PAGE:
Since summer has come to a close, you may think that seasonal work at summer camps can no longer be found. While it is true that most camps don’t operate year-round, there are still employees needed during the off-season. These jobs are more competitive, since there are fewer of them, but the following positions are typically open during the winter:
- Grounds-Keeping: Summer camps need to be winterized, especially in areas that have cold, snowy winters. Many camps hire people to live on-site, with your daily tasks including caring for the landscape and buildings while they aren’t in use. Having someone living there also prevents break-ins and vandalism.
- Animal Care: If the summer camp owns animals, like horses, these creatures need care year-round, not just during the summer when people attend camp. Some camps hire people to care for the animals at the camp while others send their animals to foster homes during the winter, paying someone (or multiple people) a fee to house and care for each animal while camp is not in session.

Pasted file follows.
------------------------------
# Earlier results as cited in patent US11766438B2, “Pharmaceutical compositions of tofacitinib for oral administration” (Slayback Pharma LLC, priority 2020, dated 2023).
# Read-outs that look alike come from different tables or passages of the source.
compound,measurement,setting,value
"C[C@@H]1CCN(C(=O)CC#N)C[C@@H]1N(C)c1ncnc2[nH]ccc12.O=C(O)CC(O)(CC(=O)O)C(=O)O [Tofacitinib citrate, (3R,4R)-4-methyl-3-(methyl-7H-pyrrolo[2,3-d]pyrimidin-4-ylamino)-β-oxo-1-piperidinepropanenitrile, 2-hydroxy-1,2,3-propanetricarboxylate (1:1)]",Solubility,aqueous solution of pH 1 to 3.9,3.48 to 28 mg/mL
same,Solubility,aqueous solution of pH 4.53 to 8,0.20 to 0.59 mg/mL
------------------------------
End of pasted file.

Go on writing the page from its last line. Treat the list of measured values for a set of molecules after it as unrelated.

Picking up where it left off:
- Director Positions: The camp director position is often a year-round job, as you’ll start planning next year’s program as soon as this year ends. Your workload will be lighter in the winter, but you’ll still have a job to do during colder months.
Keep in mind that not every camp is exclusively a summer camp. Some camps, especially those running sessions for adults and those found in the southern United States, have programs available throughout the year. You can get a job as a counselor, cook, camp nurse, custodian, lifeguard, or other type of camp worker throughout the year in some areas.